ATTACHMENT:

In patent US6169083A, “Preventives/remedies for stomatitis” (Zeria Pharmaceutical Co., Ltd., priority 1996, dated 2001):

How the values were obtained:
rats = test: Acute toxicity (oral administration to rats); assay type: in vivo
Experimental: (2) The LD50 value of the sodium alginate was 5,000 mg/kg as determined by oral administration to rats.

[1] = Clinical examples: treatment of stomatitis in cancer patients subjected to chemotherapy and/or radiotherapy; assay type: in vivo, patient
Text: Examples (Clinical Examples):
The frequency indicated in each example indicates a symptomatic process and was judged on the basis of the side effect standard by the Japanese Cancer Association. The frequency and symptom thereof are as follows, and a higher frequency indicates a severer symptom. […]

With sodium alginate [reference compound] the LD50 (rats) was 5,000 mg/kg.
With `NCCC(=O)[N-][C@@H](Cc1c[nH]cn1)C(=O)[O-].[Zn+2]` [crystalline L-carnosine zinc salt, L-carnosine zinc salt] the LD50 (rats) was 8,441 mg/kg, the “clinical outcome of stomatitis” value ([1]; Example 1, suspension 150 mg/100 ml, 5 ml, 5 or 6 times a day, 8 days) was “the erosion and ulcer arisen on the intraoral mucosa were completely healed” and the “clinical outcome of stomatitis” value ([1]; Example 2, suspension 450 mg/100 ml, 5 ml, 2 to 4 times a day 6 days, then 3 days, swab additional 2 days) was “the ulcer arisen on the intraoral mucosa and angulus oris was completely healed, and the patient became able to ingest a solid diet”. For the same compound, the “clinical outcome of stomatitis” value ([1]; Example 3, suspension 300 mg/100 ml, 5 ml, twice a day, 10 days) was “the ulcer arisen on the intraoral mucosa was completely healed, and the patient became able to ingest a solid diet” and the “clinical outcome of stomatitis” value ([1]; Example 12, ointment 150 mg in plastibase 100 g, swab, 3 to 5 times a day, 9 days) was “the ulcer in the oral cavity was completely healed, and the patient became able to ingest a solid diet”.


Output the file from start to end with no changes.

In patent US6169083A, “Preventives/remedies for stomatitis” (Zeria Pharmaceutical Co., Ltd., priority 1996, dated 2001):

How the values were obtained:
rats = test: Acute toxicity (oral administration to rats); assay type: in vivo
Experimental: (2) The LD50 value of the sodium alginate was 5,000 mg/kg as determined by oral administration to rats.

[1] = Clinical examples: treatment of stomatitis in cancer patients subjected to chemotherapy and/or radiotherapy; assay type: in vivo, patient
Text: Examples (Clinical Examples):
The frequency indicated in each example indicates a symptomatic process and was judged on the basis of the side effect standard by the Japanese Cancer Association. The frequency and symptom thereof are as follows, and a higher frequency indicates a severer symptom. […]

With sodium alginate [reference compound] the LD50 (rats) was 5,000 mg/kg.
With `NCCC(=O)[N-][C@@H](Cc1c[nH]cn1)C(=O)[O-].[Zn+2]` [crystalline L-carnosine zinc salt, L-carnosine zinc salt] the LD50 (rats) was 8,441 mg/kg, the “clinical outcome of stomatitis” value ([1]; Example 1, suspension 150 mg/100 ml, 5 ml, 5 or 6 times a day, 8 days) was “the erosion and ulcer arisen on the intraoral mucosa were completely healed” and the “clinical outcome of stomatitis” value ([1]; Example 2, suspension 450 mg/100 ml, 5 ml, 2 to 4 times a day 6 days, then 3 days, swab additional 2 days) was “the ulcer arisen on the intraoral mucosa and angulus oris was completely healed, and the patient became able to ingest a solid diet”. For the same compound, the “clinical outcome of stomatitis” value ([1]; Example 3, suspension 300 mg/100 ml, 5 ml, twice a day, 10 days) was “the ulcer arisen on the intraoral mucosa was completely healed, and the patient became able to ingest a solid diet” and the “clinical outcome of stomatitis” value ([1]; Example 12, ointment 150 mg in plastibase 100 g, swab, 3 to 5 times a day, 9 days) was “the ulcer in the oral cavity was completely healed, and the patient became able to ingest a solid diet”.